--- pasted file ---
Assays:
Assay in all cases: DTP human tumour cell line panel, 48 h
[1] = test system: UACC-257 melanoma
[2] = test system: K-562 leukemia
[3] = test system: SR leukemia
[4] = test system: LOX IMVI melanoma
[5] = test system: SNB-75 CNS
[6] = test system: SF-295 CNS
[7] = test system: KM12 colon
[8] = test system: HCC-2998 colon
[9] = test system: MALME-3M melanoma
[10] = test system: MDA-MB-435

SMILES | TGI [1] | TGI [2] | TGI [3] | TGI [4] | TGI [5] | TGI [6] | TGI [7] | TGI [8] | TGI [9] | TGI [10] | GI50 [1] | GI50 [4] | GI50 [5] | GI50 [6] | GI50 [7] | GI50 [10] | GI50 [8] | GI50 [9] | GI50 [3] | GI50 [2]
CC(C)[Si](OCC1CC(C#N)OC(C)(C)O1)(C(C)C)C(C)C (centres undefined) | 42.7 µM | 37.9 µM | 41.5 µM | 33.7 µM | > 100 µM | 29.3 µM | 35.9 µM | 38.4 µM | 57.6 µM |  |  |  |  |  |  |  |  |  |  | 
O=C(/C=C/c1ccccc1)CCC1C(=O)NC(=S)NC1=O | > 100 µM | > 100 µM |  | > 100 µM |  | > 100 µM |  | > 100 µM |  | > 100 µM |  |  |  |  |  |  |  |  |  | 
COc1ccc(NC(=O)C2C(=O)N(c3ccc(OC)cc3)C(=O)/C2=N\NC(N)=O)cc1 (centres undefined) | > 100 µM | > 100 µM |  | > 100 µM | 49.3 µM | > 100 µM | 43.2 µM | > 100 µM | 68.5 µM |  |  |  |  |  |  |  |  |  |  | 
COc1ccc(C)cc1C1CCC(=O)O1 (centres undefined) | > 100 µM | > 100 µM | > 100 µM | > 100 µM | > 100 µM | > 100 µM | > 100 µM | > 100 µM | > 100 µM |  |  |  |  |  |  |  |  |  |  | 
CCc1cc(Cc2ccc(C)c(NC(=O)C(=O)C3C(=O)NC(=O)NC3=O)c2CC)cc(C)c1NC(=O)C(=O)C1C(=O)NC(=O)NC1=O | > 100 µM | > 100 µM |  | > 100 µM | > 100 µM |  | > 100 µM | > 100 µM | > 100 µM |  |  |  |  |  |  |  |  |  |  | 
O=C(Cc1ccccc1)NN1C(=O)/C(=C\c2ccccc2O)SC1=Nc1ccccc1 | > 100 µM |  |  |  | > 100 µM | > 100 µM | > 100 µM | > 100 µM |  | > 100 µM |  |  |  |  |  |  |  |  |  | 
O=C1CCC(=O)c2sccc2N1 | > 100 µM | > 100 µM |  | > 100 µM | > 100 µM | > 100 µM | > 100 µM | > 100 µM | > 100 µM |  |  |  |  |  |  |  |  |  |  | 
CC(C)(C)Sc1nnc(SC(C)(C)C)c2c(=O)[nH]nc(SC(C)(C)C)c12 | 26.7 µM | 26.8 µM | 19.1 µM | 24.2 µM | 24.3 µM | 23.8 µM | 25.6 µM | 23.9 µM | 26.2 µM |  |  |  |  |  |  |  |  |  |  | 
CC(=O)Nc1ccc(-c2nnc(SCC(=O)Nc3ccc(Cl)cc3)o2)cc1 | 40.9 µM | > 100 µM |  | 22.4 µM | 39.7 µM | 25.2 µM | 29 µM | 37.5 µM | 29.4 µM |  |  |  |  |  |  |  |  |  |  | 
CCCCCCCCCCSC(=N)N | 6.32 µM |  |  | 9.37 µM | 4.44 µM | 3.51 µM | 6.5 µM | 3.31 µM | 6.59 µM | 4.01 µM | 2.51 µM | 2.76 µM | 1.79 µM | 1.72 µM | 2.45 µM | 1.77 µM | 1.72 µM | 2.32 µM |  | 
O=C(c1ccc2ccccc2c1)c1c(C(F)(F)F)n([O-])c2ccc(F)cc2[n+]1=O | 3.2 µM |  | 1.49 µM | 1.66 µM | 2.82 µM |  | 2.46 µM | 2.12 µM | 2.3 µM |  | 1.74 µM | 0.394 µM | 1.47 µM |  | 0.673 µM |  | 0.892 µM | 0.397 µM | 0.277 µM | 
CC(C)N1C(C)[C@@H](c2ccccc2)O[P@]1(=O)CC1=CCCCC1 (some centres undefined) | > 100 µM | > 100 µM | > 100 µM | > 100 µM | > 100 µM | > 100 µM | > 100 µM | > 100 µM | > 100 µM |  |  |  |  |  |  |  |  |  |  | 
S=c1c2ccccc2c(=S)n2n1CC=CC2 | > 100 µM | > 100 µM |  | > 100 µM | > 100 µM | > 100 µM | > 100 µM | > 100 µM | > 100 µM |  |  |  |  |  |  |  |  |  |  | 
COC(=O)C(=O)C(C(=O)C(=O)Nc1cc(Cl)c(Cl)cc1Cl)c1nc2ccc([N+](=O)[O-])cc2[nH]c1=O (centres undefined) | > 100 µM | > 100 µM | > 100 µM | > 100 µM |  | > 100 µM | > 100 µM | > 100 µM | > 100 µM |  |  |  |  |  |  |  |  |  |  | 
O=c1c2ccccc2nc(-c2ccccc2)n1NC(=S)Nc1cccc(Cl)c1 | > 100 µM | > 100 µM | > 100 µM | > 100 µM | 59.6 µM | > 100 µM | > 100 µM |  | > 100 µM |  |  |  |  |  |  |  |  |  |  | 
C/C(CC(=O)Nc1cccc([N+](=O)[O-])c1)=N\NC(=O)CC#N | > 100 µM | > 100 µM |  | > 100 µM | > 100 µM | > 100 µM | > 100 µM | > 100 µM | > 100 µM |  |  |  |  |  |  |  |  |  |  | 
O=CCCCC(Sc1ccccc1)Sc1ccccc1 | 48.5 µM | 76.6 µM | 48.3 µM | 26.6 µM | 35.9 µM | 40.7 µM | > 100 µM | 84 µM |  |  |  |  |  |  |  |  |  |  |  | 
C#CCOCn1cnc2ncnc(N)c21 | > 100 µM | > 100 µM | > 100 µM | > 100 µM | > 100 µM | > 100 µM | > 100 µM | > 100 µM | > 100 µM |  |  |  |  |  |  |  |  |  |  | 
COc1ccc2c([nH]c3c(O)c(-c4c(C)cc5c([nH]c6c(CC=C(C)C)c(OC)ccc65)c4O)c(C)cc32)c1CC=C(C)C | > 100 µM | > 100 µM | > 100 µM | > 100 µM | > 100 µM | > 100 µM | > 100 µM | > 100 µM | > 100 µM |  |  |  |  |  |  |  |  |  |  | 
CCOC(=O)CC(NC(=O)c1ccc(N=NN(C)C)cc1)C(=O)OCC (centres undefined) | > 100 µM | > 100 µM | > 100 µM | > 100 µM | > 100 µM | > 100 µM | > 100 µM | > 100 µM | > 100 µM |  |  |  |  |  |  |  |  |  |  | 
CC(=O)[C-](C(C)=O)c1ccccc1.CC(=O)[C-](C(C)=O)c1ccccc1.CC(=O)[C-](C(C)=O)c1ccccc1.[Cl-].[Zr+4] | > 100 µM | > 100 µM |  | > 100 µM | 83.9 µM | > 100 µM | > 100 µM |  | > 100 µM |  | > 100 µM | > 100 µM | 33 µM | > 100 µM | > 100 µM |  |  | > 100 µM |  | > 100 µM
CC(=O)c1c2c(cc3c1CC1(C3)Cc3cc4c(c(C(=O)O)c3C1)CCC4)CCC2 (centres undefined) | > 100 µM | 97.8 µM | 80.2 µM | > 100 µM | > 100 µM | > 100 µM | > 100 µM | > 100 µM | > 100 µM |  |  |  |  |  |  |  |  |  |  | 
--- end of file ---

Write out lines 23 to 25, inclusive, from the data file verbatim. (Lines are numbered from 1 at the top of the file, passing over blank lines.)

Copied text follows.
CCCCCCCCCCSC(=N)N | 6.32 µM |  |  | 9.37 µM | 4.44 µM | 3.51 µM | 6.5 µM | 3.31 µM | 6.59 µM | 4.01 µM | 2.51 µM | 2.76 µM | 1.79 µM | 1.72 µM | 2.45 µM | 1.77 µM | 1.72 µM | 2.32 µM |  | 
O=C(c1ccc2ccccc2c1)c1c(C(F)(F)F)n([O-])c2ccc(F)cc2[n+]1=O | 3.2 µM |  | 1.49 µM | 1.66 µM | 2.82 µM |  | 2.46 µM | 2.12 µM | 2.3 µM |  | 1.74 µM | 0.394 µM | 1.47 µM |  | 0.673 µM |  | 0.892 µM | 0.397 µM | 0.277 µM | 
CC(C)N1C(C)[C@@H](c2ccccc2)O[P@]1(=O)CC1=CCCCC1 (some centres undefined) | > 100 µM | > 100 µM | > 100 µM | > 100 µM | > 100 µM | > 100 µM | > 100 µM | > 100 µM | > 100 µM |  |  |  |  |  |  |  |  |  |  | 